The Medical Faculties of the Diego Portales University in Santiago, Chile, completed in 2004 on an already densely built island block, had to follow the orientation of the existing listed buildings. The project also aimed to relate new and older buildings via the intervening outdoor areas, ensuring spatial organisation and rationalisation. Accordingly, the open spaces were modulated to facilitate access and ground level circulation flows. The resultant “visual permeability” – says Mathias Klotz – “brings light to places where light doesn’t go”.
The built surface area requirement was 8.000 sqm, not counting external distribution connections, on only 1.500 sqm. Administration and Dean’s offices, classrooms and laboratories for Dentistry and Medical teaching all had to be incorporated in a rational complex. These three functions were each assigned a building. The historical building giving onto the street and marking the access to the whole complex now houses administrative functions. The Faculty of Dentistry was located in a new building set behind an existing street-front façade, and developed perpendicularly towards the centre of the compound. The new Faculty of Medicine building was located in the central part of the area.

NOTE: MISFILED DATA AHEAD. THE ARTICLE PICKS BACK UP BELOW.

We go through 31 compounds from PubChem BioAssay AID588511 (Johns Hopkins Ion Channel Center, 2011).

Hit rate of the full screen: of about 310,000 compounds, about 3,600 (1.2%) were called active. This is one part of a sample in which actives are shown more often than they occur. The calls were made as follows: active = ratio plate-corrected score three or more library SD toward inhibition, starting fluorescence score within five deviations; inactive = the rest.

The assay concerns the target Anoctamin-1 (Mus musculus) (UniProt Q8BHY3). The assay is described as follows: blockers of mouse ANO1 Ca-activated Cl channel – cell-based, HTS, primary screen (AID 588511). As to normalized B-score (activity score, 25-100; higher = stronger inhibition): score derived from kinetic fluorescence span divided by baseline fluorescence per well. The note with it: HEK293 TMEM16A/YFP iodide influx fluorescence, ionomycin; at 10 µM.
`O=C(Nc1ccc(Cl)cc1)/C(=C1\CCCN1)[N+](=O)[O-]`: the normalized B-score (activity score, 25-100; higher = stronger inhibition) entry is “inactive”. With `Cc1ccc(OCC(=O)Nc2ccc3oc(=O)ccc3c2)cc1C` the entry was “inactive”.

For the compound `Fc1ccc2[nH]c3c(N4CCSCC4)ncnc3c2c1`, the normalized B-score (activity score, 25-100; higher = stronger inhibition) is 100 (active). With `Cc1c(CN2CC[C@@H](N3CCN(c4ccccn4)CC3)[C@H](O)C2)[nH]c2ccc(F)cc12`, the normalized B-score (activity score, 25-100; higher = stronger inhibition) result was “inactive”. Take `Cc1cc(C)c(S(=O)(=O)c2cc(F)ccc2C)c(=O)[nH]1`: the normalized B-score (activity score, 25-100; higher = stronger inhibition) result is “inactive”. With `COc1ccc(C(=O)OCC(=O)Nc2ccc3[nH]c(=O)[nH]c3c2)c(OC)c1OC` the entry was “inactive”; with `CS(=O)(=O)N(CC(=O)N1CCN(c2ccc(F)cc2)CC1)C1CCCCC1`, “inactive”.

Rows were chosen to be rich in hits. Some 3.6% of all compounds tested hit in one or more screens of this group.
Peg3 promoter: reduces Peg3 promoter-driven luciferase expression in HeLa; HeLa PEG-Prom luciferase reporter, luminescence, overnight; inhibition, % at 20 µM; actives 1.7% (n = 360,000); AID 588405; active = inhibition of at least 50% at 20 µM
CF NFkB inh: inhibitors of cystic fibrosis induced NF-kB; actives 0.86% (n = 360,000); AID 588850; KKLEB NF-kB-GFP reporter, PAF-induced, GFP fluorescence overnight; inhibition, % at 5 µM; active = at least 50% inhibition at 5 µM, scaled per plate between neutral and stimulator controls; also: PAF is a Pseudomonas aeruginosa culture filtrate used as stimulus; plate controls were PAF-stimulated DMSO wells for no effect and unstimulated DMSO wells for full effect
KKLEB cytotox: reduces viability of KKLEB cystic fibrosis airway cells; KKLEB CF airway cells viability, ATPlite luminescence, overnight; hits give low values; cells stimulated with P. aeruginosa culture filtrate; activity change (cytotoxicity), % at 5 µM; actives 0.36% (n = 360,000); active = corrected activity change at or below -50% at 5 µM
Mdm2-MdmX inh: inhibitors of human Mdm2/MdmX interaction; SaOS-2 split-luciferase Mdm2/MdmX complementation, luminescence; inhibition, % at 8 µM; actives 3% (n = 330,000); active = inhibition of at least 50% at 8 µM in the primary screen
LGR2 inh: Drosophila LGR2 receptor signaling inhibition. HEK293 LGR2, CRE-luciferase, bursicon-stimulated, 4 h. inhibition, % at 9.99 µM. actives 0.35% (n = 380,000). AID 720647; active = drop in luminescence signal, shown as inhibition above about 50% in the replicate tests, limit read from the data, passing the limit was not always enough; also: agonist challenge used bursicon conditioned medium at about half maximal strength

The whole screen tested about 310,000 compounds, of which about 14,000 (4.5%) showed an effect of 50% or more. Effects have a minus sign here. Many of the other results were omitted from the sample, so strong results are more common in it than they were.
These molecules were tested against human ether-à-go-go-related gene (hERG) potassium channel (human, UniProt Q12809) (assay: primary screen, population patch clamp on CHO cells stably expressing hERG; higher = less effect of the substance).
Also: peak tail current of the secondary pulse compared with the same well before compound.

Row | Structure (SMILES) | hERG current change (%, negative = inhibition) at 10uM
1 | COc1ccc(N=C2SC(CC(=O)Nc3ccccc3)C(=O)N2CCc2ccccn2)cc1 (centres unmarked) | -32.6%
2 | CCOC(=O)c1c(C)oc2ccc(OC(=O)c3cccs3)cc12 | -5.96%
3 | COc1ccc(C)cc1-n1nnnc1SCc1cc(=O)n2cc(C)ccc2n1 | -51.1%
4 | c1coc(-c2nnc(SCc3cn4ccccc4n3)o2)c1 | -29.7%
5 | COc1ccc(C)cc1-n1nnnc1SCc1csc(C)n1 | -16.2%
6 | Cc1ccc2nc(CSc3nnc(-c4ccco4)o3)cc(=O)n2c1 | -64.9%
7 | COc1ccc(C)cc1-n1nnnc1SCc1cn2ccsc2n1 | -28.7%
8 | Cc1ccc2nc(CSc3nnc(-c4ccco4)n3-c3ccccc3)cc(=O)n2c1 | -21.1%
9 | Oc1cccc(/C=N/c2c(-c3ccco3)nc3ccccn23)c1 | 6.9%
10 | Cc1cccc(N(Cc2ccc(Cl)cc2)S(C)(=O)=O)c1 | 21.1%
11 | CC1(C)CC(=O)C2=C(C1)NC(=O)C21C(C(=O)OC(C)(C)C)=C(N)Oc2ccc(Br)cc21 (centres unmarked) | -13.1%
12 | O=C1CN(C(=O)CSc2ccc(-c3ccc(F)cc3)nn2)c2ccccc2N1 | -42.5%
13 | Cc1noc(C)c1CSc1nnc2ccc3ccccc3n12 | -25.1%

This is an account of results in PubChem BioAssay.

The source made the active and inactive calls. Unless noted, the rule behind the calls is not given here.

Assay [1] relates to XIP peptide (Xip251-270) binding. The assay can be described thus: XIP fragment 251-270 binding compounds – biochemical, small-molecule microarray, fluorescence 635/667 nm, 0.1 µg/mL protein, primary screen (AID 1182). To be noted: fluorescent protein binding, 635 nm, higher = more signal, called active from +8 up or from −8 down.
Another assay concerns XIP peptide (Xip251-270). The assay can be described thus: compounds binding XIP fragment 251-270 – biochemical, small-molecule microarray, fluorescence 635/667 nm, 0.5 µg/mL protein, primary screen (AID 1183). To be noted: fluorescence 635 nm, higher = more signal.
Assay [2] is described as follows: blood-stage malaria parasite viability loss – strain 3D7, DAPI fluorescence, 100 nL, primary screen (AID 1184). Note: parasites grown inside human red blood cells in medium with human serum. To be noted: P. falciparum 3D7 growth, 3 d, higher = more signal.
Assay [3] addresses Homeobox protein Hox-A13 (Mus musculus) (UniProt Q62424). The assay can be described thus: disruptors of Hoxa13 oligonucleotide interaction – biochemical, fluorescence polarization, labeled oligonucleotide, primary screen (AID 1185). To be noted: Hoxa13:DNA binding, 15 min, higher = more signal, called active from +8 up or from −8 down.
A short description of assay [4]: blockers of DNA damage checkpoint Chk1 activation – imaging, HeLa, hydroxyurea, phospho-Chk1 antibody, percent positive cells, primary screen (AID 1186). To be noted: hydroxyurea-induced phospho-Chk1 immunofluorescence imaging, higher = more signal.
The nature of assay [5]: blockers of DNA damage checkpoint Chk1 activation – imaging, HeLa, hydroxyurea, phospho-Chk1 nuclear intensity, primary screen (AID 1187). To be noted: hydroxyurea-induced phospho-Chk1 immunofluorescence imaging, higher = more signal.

The large expanses of reflective glass helps to “dematerialise” the building’s vertical development, reducing contrast with surrounding structures while still asserting its distinctive character.
Two open spaces relate the new building to the existing ones. In the first central area, a tall, elegant structure connects the Faculties of Medicine and Communication, and shields the laboratories along the west façade of the Medical Faculty. The result is an imposing, yet welcoming outdoor atrium. The other connecting structure lies between the new construction and the old listed building. Virtually a huge void, seven storeys high and reaching underground, it is broken at ground and fifth floor level by horizontal metal grid constructions connecting the two buildings. A physical connection that implicitly refers to the two buildings’ functional links, the older building also housing Medical Faculty offices and classrooms. Although providing vertical and horizontal communication paths, this essentially empty structure allows daylight to enter both buildings. The more public spaces like the library and cafeteria look out onto the metal grid.
The Faculty of Dentistry stands apart as befits a clinic open to the public. The façade giving on to the inner court echoes the other glazed fronts, however.